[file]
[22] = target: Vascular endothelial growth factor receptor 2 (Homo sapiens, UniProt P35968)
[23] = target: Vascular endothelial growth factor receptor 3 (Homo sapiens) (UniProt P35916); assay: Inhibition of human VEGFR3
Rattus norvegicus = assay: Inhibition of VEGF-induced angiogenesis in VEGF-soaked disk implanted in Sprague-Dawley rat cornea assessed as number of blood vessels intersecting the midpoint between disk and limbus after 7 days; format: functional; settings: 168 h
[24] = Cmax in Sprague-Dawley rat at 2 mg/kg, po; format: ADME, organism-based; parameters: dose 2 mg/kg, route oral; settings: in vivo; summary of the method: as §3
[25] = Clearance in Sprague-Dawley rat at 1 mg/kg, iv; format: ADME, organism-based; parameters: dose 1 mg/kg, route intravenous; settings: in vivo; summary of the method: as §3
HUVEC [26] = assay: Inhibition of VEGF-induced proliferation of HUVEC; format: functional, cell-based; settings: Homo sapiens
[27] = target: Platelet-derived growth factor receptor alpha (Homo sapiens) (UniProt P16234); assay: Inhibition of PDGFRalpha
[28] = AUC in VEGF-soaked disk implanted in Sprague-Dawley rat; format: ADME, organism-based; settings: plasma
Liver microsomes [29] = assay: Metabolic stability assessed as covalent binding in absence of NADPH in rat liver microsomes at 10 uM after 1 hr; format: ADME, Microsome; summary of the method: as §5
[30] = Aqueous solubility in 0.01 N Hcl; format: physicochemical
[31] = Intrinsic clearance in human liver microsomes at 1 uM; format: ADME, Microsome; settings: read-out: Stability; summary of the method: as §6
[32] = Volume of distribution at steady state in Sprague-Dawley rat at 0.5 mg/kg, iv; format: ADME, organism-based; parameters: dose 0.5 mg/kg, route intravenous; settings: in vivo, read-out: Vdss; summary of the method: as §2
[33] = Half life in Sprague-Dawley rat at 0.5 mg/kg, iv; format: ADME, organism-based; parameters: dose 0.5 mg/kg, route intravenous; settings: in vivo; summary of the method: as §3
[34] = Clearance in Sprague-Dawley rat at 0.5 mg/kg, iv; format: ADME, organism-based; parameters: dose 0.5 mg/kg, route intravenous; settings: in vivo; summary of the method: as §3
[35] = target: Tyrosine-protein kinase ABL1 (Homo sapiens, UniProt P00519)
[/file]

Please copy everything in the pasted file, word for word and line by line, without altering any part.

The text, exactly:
[22] = target: Vascular endothelial growth factor receptor 2 (Homo sapiens, UniProt P35968)
[23] = target: Vascular endothelial growth factor receptor 3 (Homo sapiens) (UniProt P35916); assay: Inhibition of human VEGFR3
Rattus norvegicus = assay: Inhibition of VEGF-induced angiogenesis in VEGF-soaked disk implanted in Sprague-Dawley rat cornea assessed as number of blood vessels intersecting the midpoint between disk and limbus after 7 days; format: functional; settings: 168 h
[24] = Cmax in Sprague-Dawley rat at 2 mg/kg, po; format: ADME, organism-based; parameters: dose 2 mg/kg, route oral; settings: in vivo; summary of the method: as §3
[25] = Clearance in Sprague-Dawley rat at 1 mg/kg, iv; format: ADME, organism-based; parameters: dose 1 mg/kg, route intravenous; settings: in vivo; summary of the method: as §3
HUVEC [26] = assay: Inhibition of VEGF-induced proliferation of HUVEC; format: functional, cell-based; settings: Homo sapiens
[27] = target: Platelet-derived growth factor receptor alpha (Homo sapiens) (UniProt P16234); assay: Inhibition of PDGFRalpha
[28] = AUC in VEGF-soaked disk implanted in Sprague-Dawley rat; format: ADME, organism-based; settings: plasma
Liver microsomes [29] = assay: Metabolic stability assessed as covalent binding in absence of NADPH in rat liver microsomes at 10 uM after 1 hr; format: ADME, Microsome; summary of the method: as §5
[30] = Aqueous solubility in 0.01 N Hcl; format: physicochemical
[31] = Intrinsic clearance in human liver microsomes at 1 uM; format: ADME, Microsome; settings: read-out: Stability; summary of the method: as §6
[32] = Volume of distribution at steady state in Sprague-Dawley rat at 0.5 mg/kg, iv; format: ADME, organism-based; parameters: dose 0.5 mg/kg, route intravenous; settings: in vivo, read-out: Vdss; summary of the method: as §2
[33] = Half life in Sprague-Dawley rat at 0.5 mg/kg, iv; format: ADME, organism-based; parameters: dose 0.5 mg/kg, route intravenous; settings: in vivo; summary of the method: as §3
[34] = Clearance in Sprague-Dawley rat at 0.5 mg/kg, iv; format: ADME, organism-based; parameters: dose 0.5 mg/kg, route intravenous; settings: in vivo; summary of the method: as §3
[35] = target: Tyrosine-protein kinase ABL1 (Homo sapiens, UniProt P00519)